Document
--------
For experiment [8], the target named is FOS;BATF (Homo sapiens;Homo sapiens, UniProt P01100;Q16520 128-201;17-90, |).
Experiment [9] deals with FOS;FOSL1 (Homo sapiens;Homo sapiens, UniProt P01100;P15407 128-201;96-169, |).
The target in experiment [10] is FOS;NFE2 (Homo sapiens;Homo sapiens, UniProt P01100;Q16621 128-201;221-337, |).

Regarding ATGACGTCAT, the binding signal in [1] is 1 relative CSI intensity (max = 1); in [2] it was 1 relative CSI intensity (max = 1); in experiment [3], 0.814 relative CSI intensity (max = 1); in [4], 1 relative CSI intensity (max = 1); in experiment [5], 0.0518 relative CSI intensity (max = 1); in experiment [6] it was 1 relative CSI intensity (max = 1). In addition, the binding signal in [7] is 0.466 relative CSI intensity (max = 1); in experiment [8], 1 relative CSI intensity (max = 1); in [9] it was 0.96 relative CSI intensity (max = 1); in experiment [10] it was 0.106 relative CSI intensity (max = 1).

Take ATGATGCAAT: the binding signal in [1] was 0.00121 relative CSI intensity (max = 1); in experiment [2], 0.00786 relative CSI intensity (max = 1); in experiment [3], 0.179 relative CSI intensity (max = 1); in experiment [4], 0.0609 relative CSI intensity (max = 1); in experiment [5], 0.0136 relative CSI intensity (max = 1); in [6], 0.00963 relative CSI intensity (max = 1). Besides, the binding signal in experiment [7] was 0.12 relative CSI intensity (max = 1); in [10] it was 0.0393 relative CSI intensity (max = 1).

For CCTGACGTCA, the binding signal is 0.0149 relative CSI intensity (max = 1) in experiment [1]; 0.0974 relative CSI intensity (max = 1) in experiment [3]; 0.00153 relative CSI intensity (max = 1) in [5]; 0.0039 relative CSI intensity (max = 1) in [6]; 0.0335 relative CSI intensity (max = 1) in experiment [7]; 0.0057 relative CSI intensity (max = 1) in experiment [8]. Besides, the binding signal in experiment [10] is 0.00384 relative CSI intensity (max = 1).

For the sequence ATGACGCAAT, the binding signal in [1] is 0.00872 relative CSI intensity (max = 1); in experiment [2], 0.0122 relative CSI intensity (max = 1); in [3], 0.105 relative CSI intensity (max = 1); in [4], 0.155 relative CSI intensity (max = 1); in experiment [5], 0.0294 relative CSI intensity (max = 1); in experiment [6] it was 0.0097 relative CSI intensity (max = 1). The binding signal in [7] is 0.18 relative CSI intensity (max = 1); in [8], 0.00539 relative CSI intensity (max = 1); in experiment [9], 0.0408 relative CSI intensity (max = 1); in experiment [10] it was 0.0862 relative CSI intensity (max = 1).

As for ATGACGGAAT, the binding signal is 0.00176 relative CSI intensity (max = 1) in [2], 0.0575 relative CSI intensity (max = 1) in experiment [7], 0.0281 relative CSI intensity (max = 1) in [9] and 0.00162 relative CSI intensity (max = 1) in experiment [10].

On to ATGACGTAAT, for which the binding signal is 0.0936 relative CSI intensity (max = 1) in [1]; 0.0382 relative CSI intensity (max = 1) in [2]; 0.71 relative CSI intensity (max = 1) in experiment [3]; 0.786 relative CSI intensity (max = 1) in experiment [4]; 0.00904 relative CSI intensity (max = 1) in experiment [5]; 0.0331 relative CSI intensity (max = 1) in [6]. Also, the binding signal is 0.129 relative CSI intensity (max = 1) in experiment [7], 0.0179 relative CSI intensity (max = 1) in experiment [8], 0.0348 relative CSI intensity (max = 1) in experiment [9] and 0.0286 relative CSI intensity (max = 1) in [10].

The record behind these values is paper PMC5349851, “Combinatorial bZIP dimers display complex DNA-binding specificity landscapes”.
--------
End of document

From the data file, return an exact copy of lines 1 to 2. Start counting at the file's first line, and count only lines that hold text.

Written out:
For experiment [8], the target named is FOS;BATF (Homo sapiens;Homo sapiens, UniProt P01100;Q16520 128-201;17-90, |).
Experiment [9] deals with FOS;FOSL1 (Homo sapiens;Homo sapiens, UniProt P01100;P15407 128-201;96-169, |).